How to Buy Baby's First Shoes
Time for your tot to put her best foot forward. Follow our trusty step-by-step guide to finding the perfect-fitting shoes.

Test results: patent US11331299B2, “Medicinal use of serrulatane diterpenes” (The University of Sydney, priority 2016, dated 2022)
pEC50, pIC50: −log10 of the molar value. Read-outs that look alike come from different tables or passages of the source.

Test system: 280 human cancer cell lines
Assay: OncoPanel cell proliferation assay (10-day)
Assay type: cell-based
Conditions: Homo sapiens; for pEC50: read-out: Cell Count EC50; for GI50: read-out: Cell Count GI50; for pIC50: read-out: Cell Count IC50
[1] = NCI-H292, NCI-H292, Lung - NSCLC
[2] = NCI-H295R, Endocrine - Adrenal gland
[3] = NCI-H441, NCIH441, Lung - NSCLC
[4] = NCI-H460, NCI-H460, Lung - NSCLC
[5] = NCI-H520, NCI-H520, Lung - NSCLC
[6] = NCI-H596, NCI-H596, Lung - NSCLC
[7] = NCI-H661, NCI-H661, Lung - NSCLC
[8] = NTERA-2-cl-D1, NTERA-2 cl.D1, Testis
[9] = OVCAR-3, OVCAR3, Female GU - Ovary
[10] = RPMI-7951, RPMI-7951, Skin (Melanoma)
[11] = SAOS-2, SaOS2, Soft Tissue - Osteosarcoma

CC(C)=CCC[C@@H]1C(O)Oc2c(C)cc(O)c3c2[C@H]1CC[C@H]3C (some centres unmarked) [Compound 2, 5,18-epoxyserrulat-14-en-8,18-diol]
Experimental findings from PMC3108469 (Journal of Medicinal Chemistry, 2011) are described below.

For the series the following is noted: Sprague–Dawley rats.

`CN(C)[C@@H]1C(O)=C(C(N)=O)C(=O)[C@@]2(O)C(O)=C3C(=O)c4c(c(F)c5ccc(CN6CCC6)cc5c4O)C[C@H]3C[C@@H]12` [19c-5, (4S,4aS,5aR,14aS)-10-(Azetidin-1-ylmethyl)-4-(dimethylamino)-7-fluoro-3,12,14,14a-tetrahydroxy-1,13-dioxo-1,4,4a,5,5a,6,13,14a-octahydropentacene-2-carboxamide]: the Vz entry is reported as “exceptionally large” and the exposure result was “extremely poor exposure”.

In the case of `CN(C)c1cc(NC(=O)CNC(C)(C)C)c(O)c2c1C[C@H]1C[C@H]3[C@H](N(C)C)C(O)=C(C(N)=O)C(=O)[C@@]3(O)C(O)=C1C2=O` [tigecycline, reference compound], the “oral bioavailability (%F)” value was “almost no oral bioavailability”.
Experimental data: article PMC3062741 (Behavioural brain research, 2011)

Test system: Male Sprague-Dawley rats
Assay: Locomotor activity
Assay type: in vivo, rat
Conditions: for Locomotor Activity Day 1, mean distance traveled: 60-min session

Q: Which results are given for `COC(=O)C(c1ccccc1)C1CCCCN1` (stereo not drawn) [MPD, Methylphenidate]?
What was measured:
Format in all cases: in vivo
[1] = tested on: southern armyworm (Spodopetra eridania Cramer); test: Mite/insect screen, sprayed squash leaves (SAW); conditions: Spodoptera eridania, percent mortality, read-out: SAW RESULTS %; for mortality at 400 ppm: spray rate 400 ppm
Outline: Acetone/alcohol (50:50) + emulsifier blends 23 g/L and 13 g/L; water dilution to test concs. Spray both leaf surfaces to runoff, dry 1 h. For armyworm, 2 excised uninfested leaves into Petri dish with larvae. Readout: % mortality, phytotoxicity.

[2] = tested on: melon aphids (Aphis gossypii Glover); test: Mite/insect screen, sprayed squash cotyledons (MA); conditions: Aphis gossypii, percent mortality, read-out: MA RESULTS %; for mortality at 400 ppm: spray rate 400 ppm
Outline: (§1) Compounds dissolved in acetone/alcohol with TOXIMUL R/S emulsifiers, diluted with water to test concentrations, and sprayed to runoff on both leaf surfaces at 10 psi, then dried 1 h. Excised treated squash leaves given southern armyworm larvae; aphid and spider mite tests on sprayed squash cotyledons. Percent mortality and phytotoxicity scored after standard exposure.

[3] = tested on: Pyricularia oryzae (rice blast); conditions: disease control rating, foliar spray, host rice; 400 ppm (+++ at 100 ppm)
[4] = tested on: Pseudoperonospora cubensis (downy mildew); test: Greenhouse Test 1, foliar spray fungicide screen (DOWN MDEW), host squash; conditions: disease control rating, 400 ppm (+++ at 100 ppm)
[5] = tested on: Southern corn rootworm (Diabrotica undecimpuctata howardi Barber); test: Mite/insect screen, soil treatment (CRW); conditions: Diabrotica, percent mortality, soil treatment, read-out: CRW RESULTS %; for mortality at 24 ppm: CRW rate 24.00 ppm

-As soon as your little one starts walking, he's ready to graduate from slippers to structured shoes that'll protect him from outdoor hazards like sharp rocks. Have baby go barefoot when you're at home though so he can more easily develop the muscles and coordination needed to improve balance while walking. Shop in the afternoon since feet can swell during the day and you want his new shoes to accommodate any expansion. Measure your toddler standing up so feet are at their widest either using a child-size metal measuring device called the Junior Brannock Device or a measuring guide from the shoe company. Typically, one foot will measure larger than the other so buy based on the bigger size. Look for footwear with flexible slip-resistant soles and stick with low-top styles which allow the ankle joint to move freely. Avoid sandals unless they are closed toe with small vents that allow for air circulation, but make sure the holes aren't big enough for things like pebbles to slip through. Avoid any rubbing by pairing sandals with socks until the material loosens some. Once your baby is in the shoe, make sure he's putting some pressure on the balls of his feet. Lightly press on the tip of the shoe to check that he's not curling his toes which early walkers tend to do. Once the toes are flat, there should be a pinky width space between the end of his big toe and the tip of the shoe. If his feet measure differently, perform the pinky test on the larger foot. You'll know the shoes are wide enough if you're able to squeeze your pinky between his inside arches and the shoes inner lining. When your todd takes a step, note the crease that forms on the shoe just below the toes. If it's angled at all, the shoe may be too wide. If tightening the laces or Velcro doesn't straighten the fold, consider a narrower style. After buying, have your baby wear the shoes with socks inside for half an hour, then check his feet for any redness or rubbing on the skin. If there is, exchange them.